Diversity in all its forms has jumped to the forefront of the cultural zeitgeist. From racial and cultural diversity, to gender equality, to LGBTQ representation, to accessibility for people with disabilities, the last few years have shone a spotlight on how far we have to go to achieve inclusivity and diversity that’s reflective of our complex society. From the depressingly low number of women in leadership roles, to the sexist culture propagated by some tech startups, to the lack of visible minorities and LGBTQ represented in popular media, more than a few high-profile examples of what not to do have emerged.
Many of the conversations about diversity focus on representation in popular culture, but representation is needed in workplaces, too. There are many ways HR can take action to build inclusive policies that promote diversity: eliminate hiring biases that put someone out of the running for a job based on their race, gender, physical capabilities, accent, or other superficial traits; encourage more women and visible minorities to get into traditionally white, male-dominated industries; or make it easier for underrepresented groups develop the skills they need to advance into executive and leadership roles, to name a few.
Though awareness about the need for diversity is at an all-time high, there’s still a long way to go when it comes to taking measurable action. As gatekeepers who frequently oversee hiring decisions and shape corporate social responsibility policies, HR departments must be at the forefront of these conversations and the fight for more inclusive workplaces and hiring practices, even when it means asking tough questions and challenging the status quo.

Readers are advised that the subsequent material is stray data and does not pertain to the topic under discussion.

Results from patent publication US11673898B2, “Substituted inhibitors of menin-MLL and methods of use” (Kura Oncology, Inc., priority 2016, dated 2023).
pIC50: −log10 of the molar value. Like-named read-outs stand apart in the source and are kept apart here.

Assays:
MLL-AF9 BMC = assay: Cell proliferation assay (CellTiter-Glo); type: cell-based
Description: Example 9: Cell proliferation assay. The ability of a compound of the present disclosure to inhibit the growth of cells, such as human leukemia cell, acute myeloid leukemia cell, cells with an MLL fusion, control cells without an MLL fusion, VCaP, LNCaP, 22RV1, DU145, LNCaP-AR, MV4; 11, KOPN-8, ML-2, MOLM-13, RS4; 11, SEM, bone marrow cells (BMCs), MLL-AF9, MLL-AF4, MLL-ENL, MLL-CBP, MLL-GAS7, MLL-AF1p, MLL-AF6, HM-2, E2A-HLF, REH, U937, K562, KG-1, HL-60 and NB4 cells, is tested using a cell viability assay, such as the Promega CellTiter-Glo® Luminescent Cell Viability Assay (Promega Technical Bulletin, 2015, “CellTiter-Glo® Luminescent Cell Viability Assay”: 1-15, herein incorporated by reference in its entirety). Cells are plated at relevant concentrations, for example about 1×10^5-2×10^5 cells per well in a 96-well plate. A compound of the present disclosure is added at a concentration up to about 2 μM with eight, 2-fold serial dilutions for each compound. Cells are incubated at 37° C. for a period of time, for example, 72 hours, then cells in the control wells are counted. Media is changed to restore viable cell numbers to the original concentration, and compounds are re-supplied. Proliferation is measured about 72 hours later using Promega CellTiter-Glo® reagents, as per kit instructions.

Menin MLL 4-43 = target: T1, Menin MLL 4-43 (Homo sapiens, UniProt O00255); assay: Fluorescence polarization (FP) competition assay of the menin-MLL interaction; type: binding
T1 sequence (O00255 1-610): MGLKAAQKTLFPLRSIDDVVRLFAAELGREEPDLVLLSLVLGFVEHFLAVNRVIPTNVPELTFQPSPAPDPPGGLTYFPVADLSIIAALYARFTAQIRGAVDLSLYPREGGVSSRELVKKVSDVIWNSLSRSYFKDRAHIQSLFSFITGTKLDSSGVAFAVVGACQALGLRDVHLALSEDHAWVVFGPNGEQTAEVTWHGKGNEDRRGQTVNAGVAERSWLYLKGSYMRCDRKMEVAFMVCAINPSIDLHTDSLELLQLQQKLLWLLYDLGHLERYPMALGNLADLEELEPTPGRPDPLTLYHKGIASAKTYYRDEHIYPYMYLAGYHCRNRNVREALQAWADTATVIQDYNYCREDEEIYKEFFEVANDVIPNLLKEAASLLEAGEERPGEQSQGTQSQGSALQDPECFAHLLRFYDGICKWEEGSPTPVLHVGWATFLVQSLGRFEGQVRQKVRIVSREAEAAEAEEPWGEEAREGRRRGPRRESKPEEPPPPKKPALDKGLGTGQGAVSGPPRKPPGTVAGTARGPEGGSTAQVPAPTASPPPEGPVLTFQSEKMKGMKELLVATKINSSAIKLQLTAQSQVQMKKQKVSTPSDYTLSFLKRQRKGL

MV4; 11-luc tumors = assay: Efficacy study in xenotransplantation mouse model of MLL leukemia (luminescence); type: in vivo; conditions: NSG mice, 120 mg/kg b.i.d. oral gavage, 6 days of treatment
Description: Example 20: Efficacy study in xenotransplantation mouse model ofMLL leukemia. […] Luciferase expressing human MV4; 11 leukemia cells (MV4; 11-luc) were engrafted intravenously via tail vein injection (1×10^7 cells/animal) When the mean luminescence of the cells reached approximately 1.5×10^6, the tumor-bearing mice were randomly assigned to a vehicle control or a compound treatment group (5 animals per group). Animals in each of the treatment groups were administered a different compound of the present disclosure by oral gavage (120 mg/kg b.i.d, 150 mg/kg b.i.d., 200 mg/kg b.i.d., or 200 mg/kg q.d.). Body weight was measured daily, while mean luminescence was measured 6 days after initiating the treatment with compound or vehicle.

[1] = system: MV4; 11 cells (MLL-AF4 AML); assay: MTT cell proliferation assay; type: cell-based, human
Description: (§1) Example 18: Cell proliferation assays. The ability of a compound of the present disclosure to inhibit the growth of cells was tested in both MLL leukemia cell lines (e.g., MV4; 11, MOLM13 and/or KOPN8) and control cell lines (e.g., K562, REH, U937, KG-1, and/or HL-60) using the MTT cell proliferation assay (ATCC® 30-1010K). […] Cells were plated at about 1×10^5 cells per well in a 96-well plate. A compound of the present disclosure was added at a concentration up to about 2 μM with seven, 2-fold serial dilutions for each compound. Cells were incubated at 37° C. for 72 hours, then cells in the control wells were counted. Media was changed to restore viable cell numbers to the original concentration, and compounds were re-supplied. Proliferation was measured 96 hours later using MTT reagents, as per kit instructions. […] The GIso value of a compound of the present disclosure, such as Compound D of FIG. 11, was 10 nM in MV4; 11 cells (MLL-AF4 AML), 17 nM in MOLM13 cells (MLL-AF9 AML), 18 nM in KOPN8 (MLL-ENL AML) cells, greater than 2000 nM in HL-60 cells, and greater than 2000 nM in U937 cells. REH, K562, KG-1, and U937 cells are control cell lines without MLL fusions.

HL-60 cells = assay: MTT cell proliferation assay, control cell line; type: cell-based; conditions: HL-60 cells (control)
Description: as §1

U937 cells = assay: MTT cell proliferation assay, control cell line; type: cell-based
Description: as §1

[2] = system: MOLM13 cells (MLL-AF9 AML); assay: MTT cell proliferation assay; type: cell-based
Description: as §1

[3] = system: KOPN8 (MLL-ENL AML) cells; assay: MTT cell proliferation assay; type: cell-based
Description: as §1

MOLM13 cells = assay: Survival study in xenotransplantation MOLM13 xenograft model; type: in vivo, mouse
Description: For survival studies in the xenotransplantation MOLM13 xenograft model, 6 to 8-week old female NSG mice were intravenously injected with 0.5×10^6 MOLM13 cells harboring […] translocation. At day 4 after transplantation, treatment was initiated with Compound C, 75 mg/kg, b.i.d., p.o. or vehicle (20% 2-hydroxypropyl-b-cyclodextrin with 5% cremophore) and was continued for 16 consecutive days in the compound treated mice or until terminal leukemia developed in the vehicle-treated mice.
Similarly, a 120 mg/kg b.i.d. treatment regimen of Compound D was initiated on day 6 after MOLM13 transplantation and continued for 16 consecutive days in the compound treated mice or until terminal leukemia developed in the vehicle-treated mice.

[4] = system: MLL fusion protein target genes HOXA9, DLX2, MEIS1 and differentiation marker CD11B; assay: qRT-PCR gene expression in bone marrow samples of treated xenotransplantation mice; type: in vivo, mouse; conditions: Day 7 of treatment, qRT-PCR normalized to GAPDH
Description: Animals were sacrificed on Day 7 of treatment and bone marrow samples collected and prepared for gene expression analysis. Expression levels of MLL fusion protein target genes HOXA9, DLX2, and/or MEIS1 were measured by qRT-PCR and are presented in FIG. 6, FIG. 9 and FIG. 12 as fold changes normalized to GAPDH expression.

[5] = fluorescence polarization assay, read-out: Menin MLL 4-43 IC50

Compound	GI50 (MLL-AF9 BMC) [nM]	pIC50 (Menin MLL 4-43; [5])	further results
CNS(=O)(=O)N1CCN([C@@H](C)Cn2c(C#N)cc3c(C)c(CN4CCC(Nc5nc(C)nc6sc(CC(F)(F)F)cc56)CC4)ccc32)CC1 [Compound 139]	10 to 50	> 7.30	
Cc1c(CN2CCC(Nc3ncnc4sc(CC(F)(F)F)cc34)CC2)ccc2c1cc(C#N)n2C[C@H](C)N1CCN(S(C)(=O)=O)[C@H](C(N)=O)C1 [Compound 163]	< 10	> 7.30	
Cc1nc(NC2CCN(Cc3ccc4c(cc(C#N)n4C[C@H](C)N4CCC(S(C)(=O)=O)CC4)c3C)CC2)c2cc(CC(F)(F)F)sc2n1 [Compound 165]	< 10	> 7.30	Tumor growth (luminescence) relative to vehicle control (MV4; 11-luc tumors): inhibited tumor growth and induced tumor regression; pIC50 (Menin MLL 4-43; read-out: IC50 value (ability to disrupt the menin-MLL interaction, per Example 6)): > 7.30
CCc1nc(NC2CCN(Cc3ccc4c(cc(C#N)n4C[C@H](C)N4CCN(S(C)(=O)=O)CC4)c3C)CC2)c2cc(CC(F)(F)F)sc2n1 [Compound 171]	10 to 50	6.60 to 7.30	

expansion of corporate wellness programs
Corporate health and wellness has become huge business over the last decade or so, and it’s only growing. Though corporate wellness programs got their start as a cost-saving measure to reduce corporate insurance premiums, the sector has taken on a life of its own. Today, corporate wellness programs have evolved to be less about cost-saving and more about helping employees live healthier, more productive lives. That positivity feeds into happy, healthy workplaces and loyal employees.
There’s no shortage of creative ways to implement health and wellness policies. Stock the break room with healthy snacks for employees to munch on. Provide active work options such as standing desks and exercise balls in place of chairs. Allow employees to take advantage of flexible work hours and catch a yoga class during their lunch hour. Also, don’t forget about mental health! Provide counseling and support for employees who are going through tough times. Provide an open and honest forum for employees to discuss issues that plague many working people like stress, burnout, and depression.